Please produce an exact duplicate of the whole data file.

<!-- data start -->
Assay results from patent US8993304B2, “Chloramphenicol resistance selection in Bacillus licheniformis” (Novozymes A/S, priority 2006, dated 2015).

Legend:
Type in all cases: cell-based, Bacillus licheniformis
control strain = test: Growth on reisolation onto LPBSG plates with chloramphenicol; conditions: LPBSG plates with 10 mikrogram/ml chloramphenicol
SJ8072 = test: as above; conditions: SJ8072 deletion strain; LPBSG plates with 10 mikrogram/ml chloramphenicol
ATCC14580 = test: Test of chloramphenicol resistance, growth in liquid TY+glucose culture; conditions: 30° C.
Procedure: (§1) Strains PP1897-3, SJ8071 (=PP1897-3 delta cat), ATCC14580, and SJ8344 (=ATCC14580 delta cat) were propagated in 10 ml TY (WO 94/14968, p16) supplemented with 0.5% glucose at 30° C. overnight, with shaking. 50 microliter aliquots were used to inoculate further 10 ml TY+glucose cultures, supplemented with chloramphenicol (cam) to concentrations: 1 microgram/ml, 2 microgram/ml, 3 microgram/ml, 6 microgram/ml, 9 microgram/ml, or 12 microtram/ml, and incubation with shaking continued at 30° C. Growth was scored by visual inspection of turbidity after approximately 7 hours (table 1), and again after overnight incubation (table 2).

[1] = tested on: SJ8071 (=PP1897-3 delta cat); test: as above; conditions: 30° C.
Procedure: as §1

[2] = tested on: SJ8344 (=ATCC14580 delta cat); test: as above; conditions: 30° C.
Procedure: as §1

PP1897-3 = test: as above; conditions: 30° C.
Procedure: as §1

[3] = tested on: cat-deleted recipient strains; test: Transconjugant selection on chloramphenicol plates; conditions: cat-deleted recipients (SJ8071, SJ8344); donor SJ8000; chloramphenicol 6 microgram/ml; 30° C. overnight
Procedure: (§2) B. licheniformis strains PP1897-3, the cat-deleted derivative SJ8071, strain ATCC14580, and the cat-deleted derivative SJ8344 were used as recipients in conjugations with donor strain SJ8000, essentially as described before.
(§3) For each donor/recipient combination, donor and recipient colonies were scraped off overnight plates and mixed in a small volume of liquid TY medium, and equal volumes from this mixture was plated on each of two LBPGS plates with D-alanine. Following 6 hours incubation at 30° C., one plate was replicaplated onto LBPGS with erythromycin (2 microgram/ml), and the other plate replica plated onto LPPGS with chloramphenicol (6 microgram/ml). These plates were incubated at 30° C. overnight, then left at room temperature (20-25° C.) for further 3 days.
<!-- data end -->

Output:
Assay results from patent US8993304B2, “Chloramphenicol resistance selection in Bacillus licheniformis” (Novozymes A/S, priority 2006, dated 2015).

Legend:
Type in all cases: cell-based, Bacillus licheniformis
control strain = test: Growth on reisolation onto LPBSG plates with chloramphenicol; conditions: LPBSG plates with 10 mikrogram/ml chloramphenicol
SJ8072 = test: as above; conditions: SJ8072 deletion strain; LPBSG plates with 10 mikrogram/ml chloramphenicol
ATCC14580 = test: Test of chloramphenicol resistance, growth in liquid TY+glucose culture; conditions: 30° C.
Procedure: (§1) Strains PP1897-3, SJ8071 (=PP1897-3 delta cat), ATCC14580, and SJ8344 (=ATCC14580 delta cat) were propagated in 10 ml TY (WO 94/14968, p16) supplemented with 0.5% glucose at 30° C. overnight, with shaking. 50 microliter aliquots were used to inoculate further 10 ml TY+glucose cultures, supplemented with chloramphenicol (cam) to concentrations: 1 microgram/ml, 2 microgram/ml, 3 microgram/ml, 6 microgram/ml, 9 microgram/ml, or 12 microtram/ml, and incubation with shaking continued at 30° C. Growth was scored by visual inspection of turbidity after approximately 7 hours (table 1), and again after overnight incubation (table 2).

[1] = tested on: SJ8071 (=PP1897-3 delta cat); test: as above; conditions: 30° C.
Procedure: as §1

[2] = tested on: SJ8344 (=ATCC14580 delta cat); test: as above; conditions: 30° C.
Procedure: as §1

PP1897-3 = test: as above; conditions: 30° C.
Procedure: as §1

[3] = tested on: cat-deleted recipient strains; test: Transconjugant selection on chloramphenicol plates; conditions: cat-deleted recipients (SJ8071, SJ8344); donor SJ8000; chloramphenicol 6 microgram/ml; 30° C. overnight
Procedure: (§2) B. licheniformis strains PP1897-3, the cat-deleted derivative SJ8071, strain ATCC14580, and the cat-deleted derivative SJ8344 were used as recipients in conjugations with donor strain SJ8000, essentially as described before.
(§3) For each donor/recipient combination, donor and recipient colonies were scraped off overnight plates and mixed in a small volume of liquid TY medium, and equal volumes from this mixture was plated on each of two LBPGS plates with D-alanine. Following 6 hours incubation at 30° C., one plate was replicaplated onto LBPGS with erythromycin (2 microgram/ml), and the other plate replica plated onto LPPGS with chloramphenicol (6 microgram/ml). These plates were incubated at 30° C. overnight, then left at room temperature (20-25° C.) for further 3 days.